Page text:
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Based on these unanswered questions, we can argue that the three C’s represent a devolutionary or de-centralizing method and model of governance that can be highly ideological and elusive, and which, rather than addressing the core rural governance issues, focuses upon mitigating symptoms. In doing so, collaborative strategies are often implicitly part of a larger practice of neo-liberal governmentality where the state — provincial and federal governments — operates and governs at a distance, not pursuing many public goods, not delivering many services, and not doing much in terms of comprehensive development strategies, leaving a lot of space for private enterprise and individual responsibility. Yet at the same time, the state strictly holds the reins, keeping local communities governable and in line with a central ideology; keeping them small, rather powerless, divided, and unable to truly collaborate and reinvent rural governance towards sustainability. In the majority of cases, in which collaboration is a tool for neo-liberal prominence, goal dependencies of collaborative institutions are bound to remain weak, and truly regional governance is unlikely to emerge, unlikely to develop more powerful institutions towards sustainability. Collaboration can be harnessed and used thoughtfully towards sustainability, if disconnected from ideologies which reduce it to their own ends. When free from ideological constraints and agendas, new forms of collaboration can emerge as real problem solving tools, and lead to the reinvention of communities in their own terms.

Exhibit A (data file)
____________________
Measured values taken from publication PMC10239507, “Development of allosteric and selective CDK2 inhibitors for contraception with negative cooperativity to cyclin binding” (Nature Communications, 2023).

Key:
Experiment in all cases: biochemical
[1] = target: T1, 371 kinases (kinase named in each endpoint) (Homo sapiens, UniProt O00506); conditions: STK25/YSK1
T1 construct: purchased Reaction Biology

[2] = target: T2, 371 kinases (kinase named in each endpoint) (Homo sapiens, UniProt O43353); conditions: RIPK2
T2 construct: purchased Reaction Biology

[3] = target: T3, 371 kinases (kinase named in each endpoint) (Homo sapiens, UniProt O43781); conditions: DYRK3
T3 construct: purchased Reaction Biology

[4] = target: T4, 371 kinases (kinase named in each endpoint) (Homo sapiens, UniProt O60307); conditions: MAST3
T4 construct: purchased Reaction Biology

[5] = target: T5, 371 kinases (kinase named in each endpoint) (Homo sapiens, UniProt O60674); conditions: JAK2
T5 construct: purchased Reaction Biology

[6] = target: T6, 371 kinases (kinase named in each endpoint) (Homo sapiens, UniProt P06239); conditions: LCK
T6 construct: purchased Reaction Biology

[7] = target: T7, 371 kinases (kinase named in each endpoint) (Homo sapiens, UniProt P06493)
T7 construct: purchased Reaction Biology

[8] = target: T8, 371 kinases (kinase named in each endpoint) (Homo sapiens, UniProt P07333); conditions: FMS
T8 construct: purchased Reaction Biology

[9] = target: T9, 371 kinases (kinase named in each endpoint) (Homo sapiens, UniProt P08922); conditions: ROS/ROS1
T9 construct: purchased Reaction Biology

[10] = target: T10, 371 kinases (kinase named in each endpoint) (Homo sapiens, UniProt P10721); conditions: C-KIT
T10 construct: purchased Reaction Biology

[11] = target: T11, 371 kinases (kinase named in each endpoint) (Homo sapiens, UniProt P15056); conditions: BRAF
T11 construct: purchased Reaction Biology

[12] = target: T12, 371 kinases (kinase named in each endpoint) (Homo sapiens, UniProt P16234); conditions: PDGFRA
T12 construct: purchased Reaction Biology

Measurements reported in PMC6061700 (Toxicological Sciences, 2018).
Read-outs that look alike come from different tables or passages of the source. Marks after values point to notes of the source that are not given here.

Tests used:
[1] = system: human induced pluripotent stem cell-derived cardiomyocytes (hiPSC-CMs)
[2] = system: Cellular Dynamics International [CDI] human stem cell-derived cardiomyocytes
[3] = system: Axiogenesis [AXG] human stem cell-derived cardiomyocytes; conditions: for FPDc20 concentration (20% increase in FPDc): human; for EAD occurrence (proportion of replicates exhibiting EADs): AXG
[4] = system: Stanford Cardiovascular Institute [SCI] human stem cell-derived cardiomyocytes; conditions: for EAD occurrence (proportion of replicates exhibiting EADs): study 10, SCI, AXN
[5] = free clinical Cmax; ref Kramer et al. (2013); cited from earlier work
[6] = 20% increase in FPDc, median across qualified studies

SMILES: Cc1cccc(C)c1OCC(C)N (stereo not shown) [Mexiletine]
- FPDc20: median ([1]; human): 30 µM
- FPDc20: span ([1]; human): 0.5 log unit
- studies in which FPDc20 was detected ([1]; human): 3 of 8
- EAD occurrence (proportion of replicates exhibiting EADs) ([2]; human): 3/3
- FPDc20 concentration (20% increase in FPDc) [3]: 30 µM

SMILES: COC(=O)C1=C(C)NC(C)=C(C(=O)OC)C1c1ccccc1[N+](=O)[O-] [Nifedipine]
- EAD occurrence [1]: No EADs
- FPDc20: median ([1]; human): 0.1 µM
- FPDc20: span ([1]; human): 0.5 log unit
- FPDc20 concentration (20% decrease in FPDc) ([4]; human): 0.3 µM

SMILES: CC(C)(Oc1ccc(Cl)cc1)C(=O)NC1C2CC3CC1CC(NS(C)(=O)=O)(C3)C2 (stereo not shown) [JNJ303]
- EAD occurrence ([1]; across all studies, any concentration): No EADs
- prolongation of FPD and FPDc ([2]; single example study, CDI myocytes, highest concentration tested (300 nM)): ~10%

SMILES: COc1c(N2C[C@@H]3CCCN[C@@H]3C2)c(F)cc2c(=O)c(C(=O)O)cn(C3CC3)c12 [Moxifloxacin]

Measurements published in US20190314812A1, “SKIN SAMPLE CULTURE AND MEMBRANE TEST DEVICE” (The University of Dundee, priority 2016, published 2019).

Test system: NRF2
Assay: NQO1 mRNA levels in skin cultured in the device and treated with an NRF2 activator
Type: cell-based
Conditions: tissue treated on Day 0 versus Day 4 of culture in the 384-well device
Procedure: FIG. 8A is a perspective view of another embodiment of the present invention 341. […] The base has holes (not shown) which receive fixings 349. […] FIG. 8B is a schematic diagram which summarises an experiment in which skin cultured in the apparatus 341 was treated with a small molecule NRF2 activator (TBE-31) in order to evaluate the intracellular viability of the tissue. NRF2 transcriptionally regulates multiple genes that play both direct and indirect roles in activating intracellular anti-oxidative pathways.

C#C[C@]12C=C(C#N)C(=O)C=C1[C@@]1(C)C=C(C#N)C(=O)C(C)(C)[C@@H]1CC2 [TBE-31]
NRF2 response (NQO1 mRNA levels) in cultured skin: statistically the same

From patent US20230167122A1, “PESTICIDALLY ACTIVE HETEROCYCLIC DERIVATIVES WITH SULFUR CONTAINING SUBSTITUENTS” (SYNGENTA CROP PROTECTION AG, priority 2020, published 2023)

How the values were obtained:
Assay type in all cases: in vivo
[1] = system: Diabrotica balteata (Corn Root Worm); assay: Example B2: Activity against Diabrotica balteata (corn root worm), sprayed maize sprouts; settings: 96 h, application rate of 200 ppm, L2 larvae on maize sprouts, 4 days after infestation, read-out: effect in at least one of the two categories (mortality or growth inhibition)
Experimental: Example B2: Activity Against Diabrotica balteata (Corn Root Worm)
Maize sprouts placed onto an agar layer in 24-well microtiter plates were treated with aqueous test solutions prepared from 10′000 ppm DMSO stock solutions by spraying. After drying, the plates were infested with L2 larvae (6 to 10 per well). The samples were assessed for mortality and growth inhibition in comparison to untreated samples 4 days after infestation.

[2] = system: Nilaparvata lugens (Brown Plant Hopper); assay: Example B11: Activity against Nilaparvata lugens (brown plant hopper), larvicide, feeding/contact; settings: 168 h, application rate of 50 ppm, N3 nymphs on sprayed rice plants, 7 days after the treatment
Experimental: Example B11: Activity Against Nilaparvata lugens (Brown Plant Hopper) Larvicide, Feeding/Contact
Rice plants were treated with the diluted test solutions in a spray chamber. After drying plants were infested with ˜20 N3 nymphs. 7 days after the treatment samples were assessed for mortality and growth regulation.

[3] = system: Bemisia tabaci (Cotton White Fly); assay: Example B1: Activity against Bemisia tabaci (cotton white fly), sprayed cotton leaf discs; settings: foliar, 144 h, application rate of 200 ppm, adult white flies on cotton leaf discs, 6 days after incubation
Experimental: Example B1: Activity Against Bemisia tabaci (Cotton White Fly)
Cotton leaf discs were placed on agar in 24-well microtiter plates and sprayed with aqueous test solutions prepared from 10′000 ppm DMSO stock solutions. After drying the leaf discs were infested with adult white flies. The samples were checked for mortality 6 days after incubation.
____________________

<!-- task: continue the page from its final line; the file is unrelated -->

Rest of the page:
5. Power/ knowledge Coming back to our tour of governance concepts, which will help us analyze and mitigate boom and bust in our own communities, we encounter the inevitable question of power. Governance is about collectively binding decisions, formal and informal, and always includes a variety of actors representing a variety of interests and perspectives. Getting anything done requires power, and governance decisions will always meet with resistance from some actors who think they didn’t get their fair share. Successful governance is about balancing interests. The “binding” in collectively binding decision-making is not always appreciated, and before the institutions which come about in governance are implemented, their formation is also a game of collaborating and competing power. In our treatment of power, we choose not to present it in isolation, but to discuss it alongside knowledge, as one element with two components. Interests and perspectives cannot be separated, and power and knowledge shape one another.

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Boom and Bust: a guide

Profile for University of Alberta Extension

Boom & Bust: A Guide, Managing Ups and Downs in Communities  

Boom and Bust: A Guide is the result of a collective effort at the University of Alberta to better understand the dramatic ups and downs whi...

Boom & Bust: A Guide, Managing Ups and Downs in Communities  

Boom and Bust: A Guide is the result of a collective effort at the University of Alberta to better understand the dramatic ups and downs whi...

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